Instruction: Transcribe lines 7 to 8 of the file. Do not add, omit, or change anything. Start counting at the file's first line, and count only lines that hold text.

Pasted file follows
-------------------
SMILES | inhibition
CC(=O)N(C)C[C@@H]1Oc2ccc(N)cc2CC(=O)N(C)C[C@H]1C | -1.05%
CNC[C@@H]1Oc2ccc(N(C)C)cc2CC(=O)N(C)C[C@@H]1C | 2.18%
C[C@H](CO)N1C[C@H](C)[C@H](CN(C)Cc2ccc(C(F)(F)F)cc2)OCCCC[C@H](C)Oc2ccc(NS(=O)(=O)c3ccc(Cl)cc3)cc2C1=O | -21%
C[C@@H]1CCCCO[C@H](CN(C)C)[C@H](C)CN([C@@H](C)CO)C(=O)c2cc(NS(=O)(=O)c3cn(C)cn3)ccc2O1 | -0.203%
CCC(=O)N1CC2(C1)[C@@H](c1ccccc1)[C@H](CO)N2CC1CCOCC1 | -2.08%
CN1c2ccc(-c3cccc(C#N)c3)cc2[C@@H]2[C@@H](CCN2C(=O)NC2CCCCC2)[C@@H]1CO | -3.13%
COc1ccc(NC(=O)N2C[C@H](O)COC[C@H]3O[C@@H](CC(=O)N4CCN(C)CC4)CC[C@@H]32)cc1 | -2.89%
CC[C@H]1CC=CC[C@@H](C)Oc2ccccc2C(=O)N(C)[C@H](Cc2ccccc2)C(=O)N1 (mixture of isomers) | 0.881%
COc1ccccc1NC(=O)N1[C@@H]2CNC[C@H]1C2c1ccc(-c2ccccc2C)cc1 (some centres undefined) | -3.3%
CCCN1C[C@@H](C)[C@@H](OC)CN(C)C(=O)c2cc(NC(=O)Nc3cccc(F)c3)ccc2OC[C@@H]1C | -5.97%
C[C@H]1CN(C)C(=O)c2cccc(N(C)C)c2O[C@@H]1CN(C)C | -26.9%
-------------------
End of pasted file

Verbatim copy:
CN1c2ccc(-c3cccc(C#N)c3)cc2[C@@H]2[C@@H](CCN2C(=O)NC2CCCCC2)[C@@H]1CO | -3.13%
COc1ccc(NC(=O)N2C[C@H](O)COC[C@H]3O[C@@H](CC(=O)N4CCN(C)CC4)CC[C@@H]32)cc1 | -2.89%